I left Villafranca del Bierzo alone. For a couple of days I had been walking with an American guy my age. He had already walked the Camino once and knew where all the turns were. So it was easy to walk with him because—once again—I did not have to pay attention. I’ll admit to being lazy about this.
He was very nice, very kind and very, very quiet. His silence was noisy and bothersome. I realized later it was the voice in my head screaming, “Say something!” which made his silence unbearable to me.
So when Quiet Man said he was staying behind to meet a friend, I was only too happy to go off by myself. Except for one thing: O’Cebreiro.
The Marrow of O’Cebreiro
It is the biggest climb of the Camino, a steeper and longer climb than crossing the Pyrenees. The challenge with the Pyrenees is that you have to do that on your very first day and most people just aren’t ready for it. But O’Cebreiro is simply a relentless eighteen mile ascent. In some places the path is rocky, in others it is just dirt. But it is always up.
When I worked with cancer patients who were freaking out, I often asked them, “Can you think of a time in your life that was similar to this?” They always came up with something and then I’d ask, “What got you through that?” It’s helpful to remember how you coped before because it will remind you how you can cope again.
So I asked myself this same question. When have I been in a situation that was a similar to climbing a steep mountain alone in a foreign country? I couldn’t come up with an answer.
The closest I came was running a marathon but I was running with my sister and we were surrounded by hundreds of people. Or there was receiving chemotherapy but again—lots of support. Except those sleepless nights.
You know what that’s like: even though you may be sleeping right next to someone you feel totally alone in the dark. In the dark all those scary questions come up. Am I going to die from this? What if it comes back? Oh, yeah, I remember those nights. So what helped me get through that?
On those dark lonely nights I invited Jesus to come and sit on the side of my bed and stroke my forehead. Yep, college educated liberal lefty invited Jesus to tuck me in. “Just hang around until I fall asleep,” I said. He did. And I did. Then I got up the next morning and did what needed to be done.
After a couple of hours my thighs were shrieking for mercy, begging me to stop. My mind yearned to be back on the meseta and its endless flat plains. My heart however was filled with joy. As hard as it was, the walk through the forest was luscious. I felt the vibrating energy of nature, the cool air over my skin, the smell of trees and leaves and fertile forest soil. A casserole of scents and sounds and colors.
Every now and then I caught a glimpse through the trees, got a brief glance of over what I was climbing. I saw no other Pilgrims. I snacked on nuts as I walked. I never took off my pack and sat down because I knew getting up would necessitate another Resurrection miracle.
When Two Wounds Meet
Then there was my conversation with Jesus. I wanted to know why it was so hard for me to walk with Quiet Man. At one point I even asked Quiet Man if he had a hearing problem. (!) No, he did not. It wasn’t as if I was chattering away all day either. I just wanted to make a connection. Walking in silence with Moritz was easy and comfortable like wearing bedroom slippers. We felt connected in the silence. But it wasn’t like that with Quiet Man. It was an awkward stony silence full of hard pointy places and jagged edges.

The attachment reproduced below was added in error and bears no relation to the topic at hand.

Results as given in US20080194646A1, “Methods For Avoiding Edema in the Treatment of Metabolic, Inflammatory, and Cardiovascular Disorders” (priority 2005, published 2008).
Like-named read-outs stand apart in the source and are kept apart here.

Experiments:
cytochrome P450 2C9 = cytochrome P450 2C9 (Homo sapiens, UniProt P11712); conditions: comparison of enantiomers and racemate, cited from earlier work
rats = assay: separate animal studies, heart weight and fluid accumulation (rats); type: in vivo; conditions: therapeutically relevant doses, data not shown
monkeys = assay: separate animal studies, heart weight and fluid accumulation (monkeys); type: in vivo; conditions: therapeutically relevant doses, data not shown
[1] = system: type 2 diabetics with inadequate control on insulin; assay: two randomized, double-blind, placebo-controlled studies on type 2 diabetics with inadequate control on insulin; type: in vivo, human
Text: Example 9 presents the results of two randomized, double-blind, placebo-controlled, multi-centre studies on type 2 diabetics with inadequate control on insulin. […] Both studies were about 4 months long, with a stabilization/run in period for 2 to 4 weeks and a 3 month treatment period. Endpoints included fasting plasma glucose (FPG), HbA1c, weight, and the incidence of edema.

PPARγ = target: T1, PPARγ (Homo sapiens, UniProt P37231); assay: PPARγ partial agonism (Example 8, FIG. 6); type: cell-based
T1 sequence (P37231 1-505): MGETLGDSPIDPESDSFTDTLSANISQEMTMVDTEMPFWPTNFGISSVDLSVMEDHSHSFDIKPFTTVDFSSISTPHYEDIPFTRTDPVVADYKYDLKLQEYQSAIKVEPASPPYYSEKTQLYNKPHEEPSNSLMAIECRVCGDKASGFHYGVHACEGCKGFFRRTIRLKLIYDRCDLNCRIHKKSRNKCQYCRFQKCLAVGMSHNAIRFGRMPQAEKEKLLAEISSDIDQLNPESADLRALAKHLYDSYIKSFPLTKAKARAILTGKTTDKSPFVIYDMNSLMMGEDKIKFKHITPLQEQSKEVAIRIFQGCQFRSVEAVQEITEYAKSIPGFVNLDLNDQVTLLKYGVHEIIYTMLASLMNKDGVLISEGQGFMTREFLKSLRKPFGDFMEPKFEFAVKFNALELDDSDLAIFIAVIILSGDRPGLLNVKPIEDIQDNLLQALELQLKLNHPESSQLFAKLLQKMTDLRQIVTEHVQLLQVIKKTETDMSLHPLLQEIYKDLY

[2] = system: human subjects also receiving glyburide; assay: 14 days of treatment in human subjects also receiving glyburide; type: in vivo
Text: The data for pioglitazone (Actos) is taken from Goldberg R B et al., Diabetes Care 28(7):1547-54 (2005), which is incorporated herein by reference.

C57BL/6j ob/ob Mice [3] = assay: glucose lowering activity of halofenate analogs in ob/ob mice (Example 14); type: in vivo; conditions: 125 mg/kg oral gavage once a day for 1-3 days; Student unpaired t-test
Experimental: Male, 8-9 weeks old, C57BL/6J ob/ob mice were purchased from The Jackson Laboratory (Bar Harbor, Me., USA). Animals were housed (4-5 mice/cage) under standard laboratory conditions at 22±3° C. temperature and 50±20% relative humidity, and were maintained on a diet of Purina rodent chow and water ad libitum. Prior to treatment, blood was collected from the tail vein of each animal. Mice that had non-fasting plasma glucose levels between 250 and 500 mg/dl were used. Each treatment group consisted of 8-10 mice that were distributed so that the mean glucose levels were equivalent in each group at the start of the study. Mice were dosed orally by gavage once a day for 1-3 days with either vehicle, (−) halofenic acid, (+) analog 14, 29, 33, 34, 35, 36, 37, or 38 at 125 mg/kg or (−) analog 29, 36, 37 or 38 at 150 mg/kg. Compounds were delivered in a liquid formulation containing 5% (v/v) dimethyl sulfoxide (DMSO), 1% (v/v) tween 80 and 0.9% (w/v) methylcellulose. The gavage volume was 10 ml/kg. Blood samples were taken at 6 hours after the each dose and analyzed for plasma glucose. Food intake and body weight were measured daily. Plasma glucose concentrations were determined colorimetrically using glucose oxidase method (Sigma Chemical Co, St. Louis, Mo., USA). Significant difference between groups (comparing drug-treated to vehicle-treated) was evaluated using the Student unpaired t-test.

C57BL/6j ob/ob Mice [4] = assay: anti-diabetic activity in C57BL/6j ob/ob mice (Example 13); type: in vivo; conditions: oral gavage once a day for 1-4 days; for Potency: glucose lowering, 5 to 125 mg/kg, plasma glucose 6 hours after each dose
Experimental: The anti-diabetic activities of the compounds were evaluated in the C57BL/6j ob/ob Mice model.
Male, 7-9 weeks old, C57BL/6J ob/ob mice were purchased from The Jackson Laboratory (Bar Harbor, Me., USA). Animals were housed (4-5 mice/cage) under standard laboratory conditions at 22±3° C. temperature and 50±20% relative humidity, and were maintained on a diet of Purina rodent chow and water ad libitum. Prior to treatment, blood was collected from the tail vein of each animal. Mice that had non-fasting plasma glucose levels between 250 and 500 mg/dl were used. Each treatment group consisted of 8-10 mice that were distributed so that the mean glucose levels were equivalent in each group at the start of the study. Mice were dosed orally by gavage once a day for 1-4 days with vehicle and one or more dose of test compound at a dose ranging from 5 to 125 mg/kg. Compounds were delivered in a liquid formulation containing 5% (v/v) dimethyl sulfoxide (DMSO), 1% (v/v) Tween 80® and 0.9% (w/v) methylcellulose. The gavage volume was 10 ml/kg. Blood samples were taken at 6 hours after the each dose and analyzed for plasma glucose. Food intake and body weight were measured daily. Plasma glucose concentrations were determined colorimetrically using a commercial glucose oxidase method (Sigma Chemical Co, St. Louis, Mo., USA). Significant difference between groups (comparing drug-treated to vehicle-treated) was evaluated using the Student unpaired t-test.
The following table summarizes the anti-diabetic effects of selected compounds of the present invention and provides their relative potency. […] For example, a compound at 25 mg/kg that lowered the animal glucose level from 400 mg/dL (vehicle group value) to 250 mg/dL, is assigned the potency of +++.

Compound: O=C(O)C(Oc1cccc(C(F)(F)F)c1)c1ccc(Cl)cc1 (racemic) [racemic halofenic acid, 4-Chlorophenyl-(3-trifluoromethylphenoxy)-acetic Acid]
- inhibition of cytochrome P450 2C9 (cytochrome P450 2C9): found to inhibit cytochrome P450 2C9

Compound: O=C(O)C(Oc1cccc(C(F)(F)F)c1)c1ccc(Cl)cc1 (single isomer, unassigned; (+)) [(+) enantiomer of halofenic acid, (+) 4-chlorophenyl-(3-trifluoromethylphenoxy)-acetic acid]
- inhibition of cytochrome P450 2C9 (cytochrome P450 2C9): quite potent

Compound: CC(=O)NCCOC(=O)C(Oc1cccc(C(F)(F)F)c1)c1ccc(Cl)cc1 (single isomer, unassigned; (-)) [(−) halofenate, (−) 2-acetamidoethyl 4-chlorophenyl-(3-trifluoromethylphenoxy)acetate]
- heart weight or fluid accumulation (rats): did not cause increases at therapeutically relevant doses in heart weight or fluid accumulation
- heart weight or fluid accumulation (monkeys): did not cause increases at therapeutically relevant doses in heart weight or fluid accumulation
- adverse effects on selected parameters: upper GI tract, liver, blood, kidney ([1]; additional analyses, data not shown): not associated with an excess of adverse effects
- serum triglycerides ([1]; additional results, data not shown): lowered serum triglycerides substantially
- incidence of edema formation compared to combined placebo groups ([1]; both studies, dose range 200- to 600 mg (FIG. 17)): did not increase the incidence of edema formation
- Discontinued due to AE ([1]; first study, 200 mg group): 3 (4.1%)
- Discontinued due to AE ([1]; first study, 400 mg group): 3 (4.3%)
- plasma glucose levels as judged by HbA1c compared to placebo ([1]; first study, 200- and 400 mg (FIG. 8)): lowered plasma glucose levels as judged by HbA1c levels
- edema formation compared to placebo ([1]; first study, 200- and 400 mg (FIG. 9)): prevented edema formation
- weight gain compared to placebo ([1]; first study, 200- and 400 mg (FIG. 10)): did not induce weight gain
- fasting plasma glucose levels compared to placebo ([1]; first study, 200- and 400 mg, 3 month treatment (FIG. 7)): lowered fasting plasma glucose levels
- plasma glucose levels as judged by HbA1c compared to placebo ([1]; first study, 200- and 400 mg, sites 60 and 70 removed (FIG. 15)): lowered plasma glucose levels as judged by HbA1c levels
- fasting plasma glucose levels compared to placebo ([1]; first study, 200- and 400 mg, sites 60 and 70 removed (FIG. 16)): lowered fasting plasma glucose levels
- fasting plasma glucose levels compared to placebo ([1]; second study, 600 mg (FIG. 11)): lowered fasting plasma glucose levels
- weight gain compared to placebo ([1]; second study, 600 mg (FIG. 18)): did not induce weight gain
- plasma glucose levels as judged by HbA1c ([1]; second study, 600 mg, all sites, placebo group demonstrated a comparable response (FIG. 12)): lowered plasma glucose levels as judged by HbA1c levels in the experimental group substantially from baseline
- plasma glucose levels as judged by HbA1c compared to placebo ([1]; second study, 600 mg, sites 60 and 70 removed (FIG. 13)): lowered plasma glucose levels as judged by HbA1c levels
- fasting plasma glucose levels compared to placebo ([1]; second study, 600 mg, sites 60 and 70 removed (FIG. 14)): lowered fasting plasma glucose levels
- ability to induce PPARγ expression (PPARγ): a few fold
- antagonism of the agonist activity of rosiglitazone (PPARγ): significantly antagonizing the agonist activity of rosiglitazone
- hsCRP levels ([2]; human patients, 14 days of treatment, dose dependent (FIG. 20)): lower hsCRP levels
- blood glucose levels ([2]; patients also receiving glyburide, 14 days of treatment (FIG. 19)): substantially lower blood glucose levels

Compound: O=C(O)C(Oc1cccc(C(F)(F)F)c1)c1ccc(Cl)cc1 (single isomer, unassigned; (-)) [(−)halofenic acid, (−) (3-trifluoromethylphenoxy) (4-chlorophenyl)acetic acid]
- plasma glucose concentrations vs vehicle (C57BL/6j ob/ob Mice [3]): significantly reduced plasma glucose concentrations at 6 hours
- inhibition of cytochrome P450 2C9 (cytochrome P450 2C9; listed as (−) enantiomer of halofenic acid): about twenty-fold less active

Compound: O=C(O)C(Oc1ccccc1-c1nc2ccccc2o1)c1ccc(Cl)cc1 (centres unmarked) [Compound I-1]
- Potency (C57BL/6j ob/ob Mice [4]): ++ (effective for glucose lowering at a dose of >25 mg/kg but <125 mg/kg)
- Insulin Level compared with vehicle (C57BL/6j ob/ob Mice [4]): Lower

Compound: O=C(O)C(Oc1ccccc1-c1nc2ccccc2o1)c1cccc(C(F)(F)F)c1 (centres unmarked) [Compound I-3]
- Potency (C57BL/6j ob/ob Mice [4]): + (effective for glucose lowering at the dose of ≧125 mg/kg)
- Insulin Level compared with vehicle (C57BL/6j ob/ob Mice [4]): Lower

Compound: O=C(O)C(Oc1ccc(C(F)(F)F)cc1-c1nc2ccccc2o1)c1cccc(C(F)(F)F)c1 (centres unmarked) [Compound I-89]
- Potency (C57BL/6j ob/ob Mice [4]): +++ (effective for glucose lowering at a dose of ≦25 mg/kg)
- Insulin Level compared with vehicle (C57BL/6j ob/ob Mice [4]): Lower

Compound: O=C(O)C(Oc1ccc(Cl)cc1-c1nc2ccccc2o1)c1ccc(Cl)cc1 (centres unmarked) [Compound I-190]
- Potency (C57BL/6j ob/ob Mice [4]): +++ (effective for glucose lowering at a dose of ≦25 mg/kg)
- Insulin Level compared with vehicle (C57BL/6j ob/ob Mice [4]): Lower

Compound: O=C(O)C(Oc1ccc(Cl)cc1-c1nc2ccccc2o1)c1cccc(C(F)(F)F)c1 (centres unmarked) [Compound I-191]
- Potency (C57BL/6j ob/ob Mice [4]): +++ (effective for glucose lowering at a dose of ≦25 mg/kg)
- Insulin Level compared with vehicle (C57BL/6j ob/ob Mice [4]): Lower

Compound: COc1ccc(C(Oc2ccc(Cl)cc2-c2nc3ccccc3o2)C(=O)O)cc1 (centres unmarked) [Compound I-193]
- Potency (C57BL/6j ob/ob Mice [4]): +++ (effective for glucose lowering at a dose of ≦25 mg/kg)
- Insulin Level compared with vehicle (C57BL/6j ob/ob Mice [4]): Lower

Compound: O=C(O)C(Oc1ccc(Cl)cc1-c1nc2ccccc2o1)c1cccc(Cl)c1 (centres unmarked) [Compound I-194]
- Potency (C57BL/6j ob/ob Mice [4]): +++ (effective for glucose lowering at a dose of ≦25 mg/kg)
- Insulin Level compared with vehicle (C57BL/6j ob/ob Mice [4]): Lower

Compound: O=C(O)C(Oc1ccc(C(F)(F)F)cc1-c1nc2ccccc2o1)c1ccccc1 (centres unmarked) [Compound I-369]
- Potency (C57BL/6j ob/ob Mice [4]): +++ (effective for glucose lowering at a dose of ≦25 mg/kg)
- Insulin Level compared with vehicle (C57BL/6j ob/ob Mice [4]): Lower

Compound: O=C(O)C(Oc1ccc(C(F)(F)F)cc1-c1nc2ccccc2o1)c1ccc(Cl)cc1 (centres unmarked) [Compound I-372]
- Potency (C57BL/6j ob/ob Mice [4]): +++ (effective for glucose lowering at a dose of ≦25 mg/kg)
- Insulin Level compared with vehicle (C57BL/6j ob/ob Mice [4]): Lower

He told me he was married but his wife was too busy to come with him. I asked to see a picture of her. He took a long time scrolling through photos on his phone. Here is my observation about that: a) you’ve got so many photos of that person that it’s hard to choose, or b) you have almost none.
And here’s my opinion about b): you don’t take photos of people you don’t want to remember. Have you ever noticed that? (Maybe it’s just me.) So here he was looking for a photo and he couldn’t find one because he didn’t have very many. Finally he found one and showed me. I realized right away that his wife was in no shape to walk the Camino even if she wanted to. Maybe I was picking up his pain in the silence.
I’m sure you know that when you invite Jesus to accompany you he will, and that means he will intrude on your thoughts. So what I heard was, “Yes, that was his own pain and in a cosmic misunderstanding you took his silence to mean that he was ignoring you because that is your wound.”
As usual, Jesus was right. My heart gasped. I don’t know why these kinds of realizations don’t come in the moment right when I need them. I was not unkind to Quiet Man, but internally I was impatient and annoyed. I’m pretty sure you didn’t need to be a mind-reader to pick up that.
Pay Per View
Even though I’d been walking for hours, it felt quite sudden when I reached the top. I stood breathless. Literally—I could hardly breath as I was now at over 4,000 feet. For the first time that day I took off my pack and sat—right down on the dirt.
First, I thanked Jesus. Then I drank water while my eyes ate up the view. After so many hours of walking enclosed by woodlands, my eyes were hungry for distance, for sky, for clouds. Before me was a feast. The valley below looked like an enormous bowl of greens: spinach, kale, celery, broccoli. Far, far, far beyond the valley were baskets of dark blue mountains, pitchers of clear blue sky and clots of creamy white clouds. I sat for long time until I was satisfied and gratified. I didn’t get up until my heart was full and my leg was numb.
This is the thing: there is no majestic view without the climb. We can’t gain a new perspective without climbing the mountain of our opinions, attitudes and judgments; without walking through our beliefs; without pressing on through our prejudice and intolerance. It’s arduous. It’s exhausting. It’s the only way.